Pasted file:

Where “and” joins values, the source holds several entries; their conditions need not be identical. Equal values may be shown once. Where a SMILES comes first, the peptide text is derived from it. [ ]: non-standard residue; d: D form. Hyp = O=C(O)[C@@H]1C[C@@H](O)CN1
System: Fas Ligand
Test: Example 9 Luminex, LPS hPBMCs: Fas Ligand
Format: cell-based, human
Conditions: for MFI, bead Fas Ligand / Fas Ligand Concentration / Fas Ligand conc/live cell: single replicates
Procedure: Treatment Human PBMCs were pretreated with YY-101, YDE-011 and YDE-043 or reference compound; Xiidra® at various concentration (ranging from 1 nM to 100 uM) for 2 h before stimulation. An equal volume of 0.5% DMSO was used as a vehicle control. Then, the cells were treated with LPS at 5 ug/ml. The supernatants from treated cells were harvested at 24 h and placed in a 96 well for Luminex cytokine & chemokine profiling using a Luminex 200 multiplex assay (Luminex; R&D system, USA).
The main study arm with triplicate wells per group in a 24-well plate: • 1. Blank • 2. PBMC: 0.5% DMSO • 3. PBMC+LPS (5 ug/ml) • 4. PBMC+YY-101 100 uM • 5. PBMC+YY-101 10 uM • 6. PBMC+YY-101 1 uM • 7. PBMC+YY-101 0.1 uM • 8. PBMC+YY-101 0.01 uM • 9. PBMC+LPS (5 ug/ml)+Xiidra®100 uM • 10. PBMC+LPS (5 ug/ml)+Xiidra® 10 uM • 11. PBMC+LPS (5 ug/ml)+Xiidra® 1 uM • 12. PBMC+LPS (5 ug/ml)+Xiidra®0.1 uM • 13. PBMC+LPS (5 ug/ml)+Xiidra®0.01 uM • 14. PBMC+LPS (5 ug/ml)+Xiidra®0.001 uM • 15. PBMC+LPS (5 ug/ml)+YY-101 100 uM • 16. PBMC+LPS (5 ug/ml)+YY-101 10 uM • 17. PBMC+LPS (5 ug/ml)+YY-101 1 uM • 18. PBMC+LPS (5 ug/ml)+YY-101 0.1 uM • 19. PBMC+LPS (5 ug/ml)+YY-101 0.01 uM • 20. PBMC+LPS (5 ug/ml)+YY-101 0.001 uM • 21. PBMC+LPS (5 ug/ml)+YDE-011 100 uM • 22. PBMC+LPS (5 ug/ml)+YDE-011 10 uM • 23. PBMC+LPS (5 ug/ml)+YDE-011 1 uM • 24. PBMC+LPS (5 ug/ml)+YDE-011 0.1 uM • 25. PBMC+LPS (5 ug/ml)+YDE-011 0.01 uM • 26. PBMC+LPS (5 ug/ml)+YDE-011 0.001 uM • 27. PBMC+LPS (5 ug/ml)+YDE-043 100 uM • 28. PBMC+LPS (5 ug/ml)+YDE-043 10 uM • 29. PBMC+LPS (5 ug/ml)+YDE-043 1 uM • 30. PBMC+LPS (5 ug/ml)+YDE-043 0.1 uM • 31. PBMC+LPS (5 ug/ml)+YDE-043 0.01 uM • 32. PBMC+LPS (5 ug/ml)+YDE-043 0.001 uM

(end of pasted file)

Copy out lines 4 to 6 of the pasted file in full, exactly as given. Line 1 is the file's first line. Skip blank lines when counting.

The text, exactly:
Format: cell-based, human
Conditions: for MFI, bead Fas Ligand / Fas Ligand Concentration / Fas Ligand conc/live cell: single replicates
Procedure: Treatment Human PBMCs were pretreated with YY-101, YDE-011 and YDE-043 or reference compound; Xiidra® at various concentration (ranging from 1 nM to 100 uM) for 2 h before stimulation. An equal volume of 0.5% DMSO was used as a vehicle control. Then, the cells were treated with LPS at 5 ug/ml. The supernatants from treated cells were harvested at 24 h and placed in a 96 well for Luminex cytokine & chemokine profiling using a Luminex 200 multiplex assay (Luminex; R&D system, USA).